A New Airport in Mexico
Mexico’s President Enrique Peña Nieto has announced that a collaboration between world renowned architect Norman Foster and Mexico's FR-EE (Fernando Romero Enterprise) has won the international competition to design the new international airport in Mexico City. At 480,000 square metres, it will be one of the world’s largest airports. Conceived with Foster + Partners engineering team, the project intends to revolutionize airport design. The entire terminal will be enclosed within a continuous lightweight shell, embracing walls and roof in a single, flowing form, evocative of flight.
See architect Norman Foster present and discuss the project in the video below.
With spans in excess of 100 metres, three times the span of a conventional airport, it has a monumental scale inspired by Mexican architecture and symbolism. The maximum span internally is 170 metres. The lightweight glass and steel structure and soaring vaulted roof are designed for Mexico City’s challenging soil conditions. Its unique pre-fabricated system can be constructed rapidly, without the need for scaffolding – the airport will be a showcase for Mexican innovation, built by Mexican contractors and engineers.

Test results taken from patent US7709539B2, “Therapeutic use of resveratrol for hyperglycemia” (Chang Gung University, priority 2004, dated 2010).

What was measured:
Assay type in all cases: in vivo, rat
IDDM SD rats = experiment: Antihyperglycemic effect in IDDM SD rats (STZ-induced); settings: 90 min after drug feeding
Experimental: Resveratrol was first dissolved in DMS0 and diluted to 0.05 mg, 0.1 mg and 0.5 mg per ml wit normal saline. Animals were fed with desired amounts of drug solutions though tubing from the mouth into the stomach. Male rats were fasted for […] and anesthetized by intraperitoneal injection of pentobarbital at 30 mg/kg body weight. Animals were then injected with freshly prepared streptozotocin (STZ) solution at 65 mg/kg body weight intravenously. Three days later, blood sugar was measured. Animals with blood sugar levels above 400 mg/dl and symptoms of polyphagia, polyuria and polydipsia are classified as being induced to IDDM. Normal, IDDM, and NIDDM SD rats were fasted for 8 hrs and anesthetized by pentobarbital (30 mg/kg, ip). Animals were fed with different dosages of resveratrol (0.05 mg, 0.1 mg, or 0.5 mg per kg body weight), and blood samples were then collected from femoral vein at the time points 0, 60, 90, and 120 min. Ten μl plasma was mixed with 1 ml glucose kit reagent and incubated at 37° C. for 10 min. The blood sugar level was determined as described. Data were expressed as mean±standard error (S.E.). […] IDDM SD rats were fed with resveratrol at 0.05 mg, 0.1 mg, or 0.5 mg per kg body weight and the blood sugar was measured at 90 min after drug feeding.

The entire building will be serviced from beneath, freeing the roof of ducts and pipes and revealing the environmental skin. This hardworking structure harnesses the power of the sun, collects rainwater, provides shading, directs daylight and enables views – all while achieving a high performance envelope that meets high thermal and acoustic standards. The LEED Platinum design works with Mexico City’s temperate, dry climate to fill the terminal spaces with fresh air using displacement ventilation principles. For a large part of the year, comfortable temperatures will be maintained by almost 100% outside air, with little or no additional heating or cooling required